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History Made As Ocean Cleanup Successfully Collects First Plastic From The Great Pacific Garbage Patch



In the Pacific ocean, North East of Hawaii, there exists a giant whirlpool of plastic debris that’s accumulated by the ocean currents. It’s referred to at the North Pacific Gyre, but also commonly referred to as “The Great Pacific Garbage Patch.” It’s one of the largest ecosystems on Earth, made up of millions of square kilometers. The Great Garbage Patch is approximately the size of Queensland, Australia, where an enormous amount of plastic is spread throughout the ocean.

Plastic pollution in our oceans is obviously one of the biggest issues our planet faces today. We must clean up our mother, and we must do it now. Plastic pollution has also created microplastic pollution. Microplastics are a huge problem, and microplastic contamination is now extremely widespread. More than five trillion pieces of plastic, collectively weighing nearly 269,000 tonnes, are floating in the world’s oceans. Data collected by scientists from the US, France, Chile, Australia and New Zealand suggests a minimum of 5.25 tonnes of plastic particles exists in the oceans, most of them being microplastics measuring less than 5mm. (source)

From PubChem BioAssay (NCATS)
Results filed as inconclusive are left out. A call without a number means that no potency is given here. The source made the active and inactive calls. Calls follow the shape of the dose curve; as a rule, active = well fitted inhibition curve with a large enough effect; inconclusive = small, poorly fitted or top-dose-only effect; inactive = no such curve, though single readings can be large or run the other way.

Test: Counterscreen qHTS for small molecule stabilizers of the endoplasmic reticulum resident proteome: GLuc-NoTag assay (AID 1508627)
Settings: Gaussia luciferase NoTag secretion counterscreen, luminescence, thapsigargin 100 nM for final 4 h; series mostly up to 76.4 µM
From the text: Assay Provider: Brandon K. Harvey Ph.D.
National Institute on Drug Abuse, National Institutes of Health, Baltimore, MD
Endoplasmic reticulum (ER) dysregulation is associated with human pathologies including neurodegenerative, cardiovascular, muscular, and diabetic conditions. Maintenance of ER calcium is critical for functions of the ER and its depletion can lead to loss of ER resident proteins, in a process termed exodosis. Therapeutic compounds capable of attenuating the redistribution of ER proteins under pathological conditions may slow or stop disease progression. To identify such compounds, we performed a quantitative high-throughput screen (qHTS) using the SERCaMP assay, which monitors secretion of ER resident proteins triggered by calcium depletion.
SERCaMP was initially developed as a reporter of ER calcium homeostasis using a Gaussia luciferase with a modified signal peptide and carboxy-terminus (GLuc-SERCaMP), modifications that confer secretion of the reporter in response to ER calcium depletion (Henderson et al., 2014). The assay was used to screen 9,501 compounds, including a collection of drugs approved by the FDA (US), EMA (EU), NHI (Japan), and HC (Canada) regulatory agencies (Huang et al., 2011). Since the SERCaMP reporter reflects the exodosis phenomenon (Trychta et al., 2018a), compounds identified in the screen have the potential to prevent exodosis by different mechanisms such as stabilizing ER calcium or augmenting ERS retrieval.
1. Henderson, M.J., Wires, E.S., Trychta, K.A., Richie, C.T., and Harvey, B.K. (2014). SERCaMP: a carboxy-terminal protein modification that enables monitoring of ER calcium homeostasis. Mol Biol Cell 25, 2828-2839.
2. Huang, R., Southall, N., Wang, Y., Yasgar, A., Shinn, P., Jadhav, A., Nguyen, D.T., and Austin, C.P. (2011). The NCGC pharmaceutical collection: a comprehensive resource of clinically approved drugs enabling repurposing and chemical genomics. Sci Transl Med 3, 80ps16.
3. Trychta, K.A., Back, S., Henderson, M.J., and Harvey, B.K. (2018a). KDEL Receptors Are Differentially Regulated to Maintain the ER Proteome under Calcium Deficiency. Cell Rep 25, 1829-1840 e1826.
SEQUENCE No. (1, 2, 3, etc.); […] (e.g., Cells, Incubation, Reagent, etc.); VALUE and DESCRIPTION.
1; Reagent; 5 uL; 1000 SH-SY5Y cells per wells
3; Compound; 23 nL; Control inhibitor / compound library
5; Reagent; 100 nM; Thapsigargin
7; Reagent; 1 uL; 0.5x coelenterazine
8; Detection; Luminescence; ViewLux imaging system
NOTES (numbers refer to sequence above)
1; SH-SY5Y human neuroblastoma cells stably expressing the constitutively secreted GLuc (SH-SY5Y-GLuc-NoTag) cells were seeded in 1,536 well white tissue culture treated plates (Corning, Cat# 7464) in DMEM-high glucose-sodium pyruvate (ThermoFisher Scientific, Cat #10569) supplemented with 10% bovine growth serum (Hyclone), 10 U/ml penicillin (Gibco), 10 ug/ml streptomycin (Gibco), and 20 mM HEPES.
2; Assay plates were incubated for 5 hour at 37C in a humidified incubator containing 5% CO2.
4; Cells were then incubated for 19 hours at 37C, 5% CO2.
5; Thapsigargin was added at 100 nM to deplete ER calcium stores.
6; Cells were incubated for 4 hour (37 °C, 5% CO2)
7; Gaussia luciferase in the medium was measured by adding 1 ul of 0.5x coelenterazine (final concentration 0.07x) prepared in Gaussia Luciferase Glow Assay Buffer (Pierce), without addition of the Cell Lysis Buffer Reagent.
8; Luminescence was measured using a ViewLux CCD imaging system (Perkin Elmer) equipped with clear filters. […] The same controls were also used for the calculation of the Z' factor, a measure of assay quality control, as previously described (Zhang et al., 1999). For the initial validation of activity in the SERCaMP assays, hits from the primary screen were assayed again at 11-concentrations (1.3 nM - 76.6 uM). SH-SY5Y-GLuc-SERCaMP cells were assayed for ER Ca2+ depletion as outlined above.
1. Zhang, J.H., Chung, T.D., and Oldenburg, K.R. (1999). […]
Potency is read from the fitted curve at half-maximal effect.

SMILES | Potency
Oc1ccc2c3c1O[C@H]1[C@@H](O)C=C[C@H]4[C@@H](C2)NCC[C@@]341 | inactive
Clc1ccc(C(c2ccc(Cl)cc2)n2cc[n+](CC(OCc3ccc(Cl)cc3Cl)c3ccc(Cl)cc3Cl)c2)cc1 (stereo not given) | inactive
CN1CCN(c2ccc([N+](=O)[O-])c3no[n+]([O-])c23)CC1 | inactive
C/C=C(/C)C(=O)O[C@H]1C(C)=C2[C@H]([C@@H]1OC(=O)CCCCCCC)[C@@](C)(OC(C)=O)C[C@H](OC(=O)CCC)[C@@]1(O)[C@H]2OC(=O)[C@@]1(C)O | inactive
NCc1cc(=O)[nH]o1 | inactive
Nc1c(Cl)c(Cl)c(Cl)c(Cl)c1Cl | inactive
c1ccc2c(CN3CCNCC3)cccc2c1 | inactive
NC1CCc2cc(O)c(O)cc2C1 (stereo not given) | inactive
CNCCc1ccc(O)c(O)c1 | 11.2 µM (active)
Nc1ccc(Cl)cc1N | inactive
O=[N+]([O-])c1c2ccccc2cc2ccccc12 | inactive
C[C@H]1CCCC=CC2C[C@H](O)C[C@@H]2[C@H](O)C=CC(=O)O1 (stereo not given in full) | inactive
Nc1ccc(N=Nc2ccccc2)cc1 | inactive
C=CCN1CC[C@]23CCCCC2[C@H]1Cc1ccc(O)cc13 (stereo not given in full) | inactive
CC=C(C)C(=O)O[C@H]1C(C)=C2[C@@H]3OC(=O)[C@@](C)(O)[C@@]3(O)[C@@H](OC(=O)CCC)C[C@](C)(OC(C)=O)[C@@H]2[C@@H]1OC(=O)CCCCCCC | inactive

All living beings within the ocean are also suffering from microplastic pollution.  The good news is is that the contraption below is also harvesting microplastics.

This is why it was encouraging when we came across news showing that after one year of testing, The Ocean Cleanup organization announced this week that their System 001/B vessel is capturing and collecting plastic debris in this area of the ocean, and doing so successfully. The system uses natural forces of the ocean to catch the plastic in the Great Pacific Garbage Patch, a principle behind the cleanup that was first presented by the creator, Boyan Slat back in October 2012.

The patch, again, is very large, representing a huge piece of trash that’s drifting halfway between California and Hawaii.

As the Good News Network explains:

After discovering the patch in the 90s, scientists said it would take thousands of years to clean it up—but Slat quickly made a name for himself after he presented a TEDx talk in which he claimed that he could do it in less than ten, if he could get his special machinery built.

Though his claim caused many skeptics to raise their eyebrows, Slat dropped out of college so he could bring his plans to life. In addition to crowdfunding $2.2 million for his idea, he garnered millions more dollars through interested investors.

Now, the System 001/B vessel—which launched from Vancouver in June—is The Ocean Cleanup’s second attempt to prove its concept of collecting garbage from the Great Pacific Garbage Patch. In addition to collecting plainly visible pieces of plastic debris, as well as much larger ghost nets associated with commercial fishing, System 001/B has also successfully captured microplastics as small as 1 millimeter—a feat which the organization was pleasantly surprised to achieve.

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